Greetings DinoWaurriors! It seems that DinoWaurs were very keen on the living tanks that are the ankylosaurs. Not only did we get the classic Ankylosaurus, as well as Euoplocephalus, but we also got another, one that hasn’t been made by any other company: Talarurus. Found in Mongolian fossil beds of the Late Cretaceous, this mid sized ankylosaur is well armoured and was able to fight against the large predators of ancient Mongolia.
All reviews by this author
Dawn Bird/Nanantius (Lost Kingdoms Series A by Yowie)
Some of the hardest prehistoric animal groups to find are birds, second to sharks. The light weight bones are subject to breaking easily, so it’s usually only in lagerstatten. There are features that can indicate a bird, and so identify them as that and not a dinosaur. One such example is Nanantius, an ancient sea bird from Australia.
Ankylosaurus (DinoWaurs Survival)
Greetings DinoWaurriors!!!! With their squat bodies, tough osteoderm armour and lethal club tails, it is no wonder ankylosaurs are sometimes described as the tanks of the Mesozoic. This means it is no surprise that DinoWaurs included several in their line. Here, we look at their representation of the last, largest and most famous of this group, Ankylosaurus itself!
Kronosaurus (Lost Kingdoms Series A by Yowie)
The titans of Greek myth were beings of great strength and power, so it is no surprise that prehistoric creatures of great size and strength were named after them. The leader of this group during their golden age, according to legend, was Kronos, the father of Zeus, and a mighty marine monster was named after him: Kronosaurus, a 30 ft Pliosaur from the early Cretaceous of Queensland.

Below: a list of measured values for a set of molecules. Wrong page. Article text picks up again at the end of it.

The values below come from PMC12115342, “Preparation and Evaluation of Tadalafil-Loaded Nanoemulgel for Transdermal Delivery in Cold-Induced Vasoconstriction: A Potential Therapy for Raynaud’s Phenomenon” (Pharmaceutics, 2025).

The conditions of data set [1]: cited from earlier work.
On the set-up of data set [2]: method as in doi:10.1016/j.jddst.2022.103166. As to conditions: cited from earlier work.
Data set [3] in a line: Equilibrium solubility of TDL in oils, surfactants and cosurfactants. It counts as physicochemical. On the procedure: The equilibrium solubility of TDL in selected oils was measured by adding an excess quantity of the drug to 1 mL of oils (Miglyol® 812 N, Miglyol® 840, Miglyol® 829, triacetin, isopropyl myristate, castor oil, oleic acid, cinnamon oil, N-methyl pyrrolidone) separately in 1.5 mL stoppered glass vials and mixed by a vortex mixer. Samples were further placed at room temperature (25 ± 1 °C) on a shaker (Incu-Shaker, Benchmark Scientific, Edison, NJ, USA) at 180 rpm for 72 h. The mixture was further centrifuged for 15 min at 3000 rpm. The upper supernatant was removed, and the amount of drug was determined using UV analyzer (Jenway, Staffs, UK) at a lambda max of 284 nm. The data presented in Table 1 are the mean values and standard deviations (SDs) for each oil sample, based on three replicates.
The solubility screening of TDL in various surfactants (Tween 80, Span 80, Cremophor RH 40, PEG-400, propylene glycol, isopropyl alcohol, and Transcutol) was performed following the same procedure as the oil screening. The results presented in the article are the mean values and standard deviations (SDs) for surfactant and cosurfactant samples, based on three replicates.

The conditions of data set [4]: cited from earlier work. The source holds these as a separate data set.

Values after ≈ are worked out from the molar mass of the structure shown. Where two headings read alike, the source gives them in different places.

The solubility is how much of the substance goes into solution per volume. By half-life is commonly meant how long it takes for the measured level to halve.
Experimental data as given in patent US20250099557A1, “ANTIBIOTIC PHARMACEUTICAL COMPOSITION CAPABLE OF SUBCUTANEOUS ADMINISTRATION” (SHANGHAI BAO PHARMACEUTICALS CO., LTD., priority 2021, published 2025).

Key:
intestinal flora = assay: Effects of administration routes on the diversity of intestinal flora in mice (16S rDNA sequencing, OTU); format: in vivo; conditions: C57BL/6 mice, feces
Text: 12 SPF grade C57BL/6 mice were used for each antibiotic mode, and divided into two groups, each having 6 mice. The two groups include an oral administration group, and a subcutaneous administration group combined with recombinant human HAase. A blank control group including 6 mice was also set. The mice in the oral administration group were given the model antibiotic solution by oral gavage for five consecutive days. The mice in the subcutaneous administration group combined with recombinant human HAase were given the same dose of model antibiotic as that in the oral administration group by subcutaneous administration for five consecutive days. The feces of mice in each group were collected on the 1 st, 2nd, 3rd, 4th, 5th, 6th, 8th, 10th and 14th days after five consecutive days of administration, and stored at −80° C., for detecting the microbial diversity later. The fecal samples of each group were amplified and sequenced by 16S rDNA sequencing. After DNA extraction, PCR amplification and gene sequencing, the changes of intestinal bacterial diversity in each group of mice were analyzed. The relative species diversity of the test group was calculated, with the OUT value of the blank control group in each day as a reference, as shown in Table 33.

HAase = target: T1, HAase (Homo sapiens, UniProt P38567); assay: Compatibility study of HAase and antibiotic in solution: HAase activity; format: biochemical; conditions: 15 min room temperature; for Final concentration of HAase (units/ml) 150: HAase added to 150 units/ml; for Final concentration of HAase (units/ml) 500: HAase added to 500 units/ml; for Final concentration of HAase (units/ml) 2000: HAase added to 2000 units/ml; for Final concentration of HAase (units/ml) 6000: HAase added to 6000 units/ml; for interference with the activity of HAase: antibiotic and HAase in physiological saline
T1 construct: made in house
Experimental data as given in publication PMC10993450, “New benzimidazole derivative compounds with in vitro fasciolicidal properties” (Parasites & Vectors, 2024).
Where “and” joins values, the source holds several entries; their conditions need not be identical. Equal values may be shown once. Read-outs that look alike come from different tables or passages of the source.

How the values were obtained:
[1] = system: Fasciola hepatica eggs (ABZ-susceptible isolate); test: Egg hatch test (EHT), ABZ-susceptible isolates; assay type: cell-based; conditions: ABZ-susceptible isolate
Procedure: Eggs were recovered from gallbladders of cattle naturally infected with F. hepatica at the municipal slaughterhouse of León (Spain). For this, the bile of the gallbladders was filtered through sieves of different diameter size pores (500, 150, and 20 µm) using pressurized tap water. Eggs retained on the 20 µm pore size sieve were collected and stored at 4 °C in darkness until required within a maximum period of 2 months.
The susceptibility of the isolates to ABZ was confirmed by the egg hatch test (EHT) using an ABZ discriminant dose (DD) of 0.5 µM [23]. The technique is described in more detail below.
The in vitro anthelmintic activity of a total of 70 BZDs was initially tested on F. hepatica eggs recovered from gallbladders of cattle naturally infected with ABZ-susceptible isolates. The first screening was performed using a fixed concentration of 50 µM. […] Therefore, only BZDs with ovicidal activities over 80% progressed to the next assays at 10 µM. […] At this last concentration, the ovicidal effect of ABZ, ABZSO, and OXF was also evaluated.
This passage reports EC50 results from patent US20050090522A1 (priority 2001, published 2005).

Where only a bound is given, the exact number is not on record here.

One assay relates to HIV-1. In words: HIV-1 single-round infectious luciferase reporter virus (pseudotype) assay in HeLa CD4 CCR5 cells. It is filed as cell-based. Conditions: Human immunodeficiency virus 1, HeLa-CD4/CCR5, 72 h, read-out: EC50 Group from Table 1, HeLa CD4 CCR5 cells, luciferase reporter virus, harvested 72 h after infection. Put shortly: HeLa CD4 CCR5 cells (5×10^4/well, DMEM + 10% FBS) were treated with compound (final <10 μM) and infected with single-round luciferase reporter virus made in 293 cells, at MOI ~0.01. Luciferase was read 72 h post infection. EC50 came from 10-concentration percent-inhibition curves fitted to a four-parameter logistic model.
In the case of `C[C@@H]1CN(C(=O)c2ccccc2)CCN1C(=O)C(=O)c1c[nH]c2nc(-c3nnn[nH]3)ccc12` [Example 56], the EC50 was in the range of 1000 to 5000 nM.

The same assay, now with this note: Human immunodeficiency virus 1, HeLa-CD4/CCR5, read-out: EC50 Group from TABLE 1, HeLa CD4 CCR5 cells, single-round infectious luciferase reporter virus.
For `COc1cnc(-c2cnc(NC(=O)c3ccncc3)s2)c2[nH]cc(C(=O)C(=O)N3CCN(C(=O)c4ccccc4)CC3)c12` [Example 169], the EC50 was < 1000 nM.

While some fossil species in the world are rare, known from mere fragments, others are known from multiple specimens. Such is the case with Protoceratops, an early Ceratopsian, so common that it is known as the sheep of the Cretaceous, with multiple species associated with the genus. As a result, there are several figures made of it, and even a model kit, originally by Pyro, then re-released by Lindberg.
Tingamarra Soft-Shelled Turtle (Lost Kingdoms Series A by Yowie)
I adore lines like Yowie for bringing out models of animals that are comparatively rare in terms of being immortalised in plastic. Animals from the Paleogene and Eocene are rare. Extinct turtle species are rare. And yet Yowie made a figure of an animal that fits both criteria, the Tingamarra Soft-Shelled Turtle.
Bonjour all, and welcome to another review of the classic line from Starlux. I always admire this old line for the variety it provides. Long before CollectA and Safari ltd., Starlux produced a wide range of species, many of which have not been made by a major company since.
New Zealand Giant Eagle/Hieraaetus (Lost Kingdoms Series A by Yowie)